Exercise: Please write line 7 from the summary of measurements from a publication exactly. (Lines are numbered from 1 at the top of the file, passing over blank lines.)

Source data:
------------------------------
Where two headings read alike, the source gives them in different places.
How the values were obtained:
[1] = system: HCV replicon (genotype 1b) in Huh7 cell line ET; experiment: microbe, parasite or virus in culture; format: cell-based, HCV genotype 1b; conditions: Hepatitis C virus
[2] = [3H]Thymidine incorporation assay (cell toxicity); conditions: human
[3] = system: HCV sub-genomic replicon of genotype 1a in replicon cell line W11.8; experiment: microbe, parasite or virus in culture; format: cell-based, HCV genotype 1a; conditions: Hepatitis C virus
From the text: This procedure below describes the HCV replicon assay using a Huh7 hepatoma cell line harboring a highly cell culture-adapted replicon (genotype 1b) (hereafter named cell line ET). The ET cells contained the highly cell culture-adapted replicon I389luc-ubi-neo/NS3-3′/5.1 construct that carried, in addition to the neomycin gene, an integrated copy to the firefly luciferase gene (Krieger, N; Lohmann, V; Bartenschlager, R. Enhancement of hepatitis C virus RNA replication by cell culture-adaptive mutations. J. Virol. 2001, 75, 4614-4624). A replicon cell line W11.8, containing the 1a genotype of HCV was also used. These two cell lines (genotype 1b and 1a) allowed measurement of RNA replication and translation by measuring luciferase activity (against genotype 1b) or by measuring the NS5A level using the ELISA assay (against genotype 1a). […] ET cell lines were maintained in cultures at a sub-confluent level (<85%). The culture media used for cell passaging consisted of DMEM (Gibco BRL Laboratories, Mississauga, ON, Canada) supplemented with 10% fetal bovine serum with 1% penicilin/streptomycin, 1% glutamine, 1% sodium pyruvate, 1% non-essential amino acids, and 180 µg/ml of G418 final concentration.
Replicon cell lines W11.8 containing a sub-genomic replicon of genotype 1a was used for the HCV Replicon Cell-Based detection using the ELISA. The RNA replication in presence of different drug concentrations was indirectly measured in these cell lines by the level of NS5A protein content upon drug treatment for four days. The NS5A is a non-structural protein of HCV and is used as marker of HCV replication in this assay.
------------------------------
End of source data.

Replicon cell lines W11.8 containing a sub-genomic replicon of genotype 1a was used for the HCV Replicon Cell-Based detection using the ELISA. The RNA replication in presence of different drug concentrations was indirectly measured in these cell lines by the level of NS5A protein content upon drug treatment for four days. The NS5A is a non-structural protein of HCV and is used as marker of HCV replication in this assay.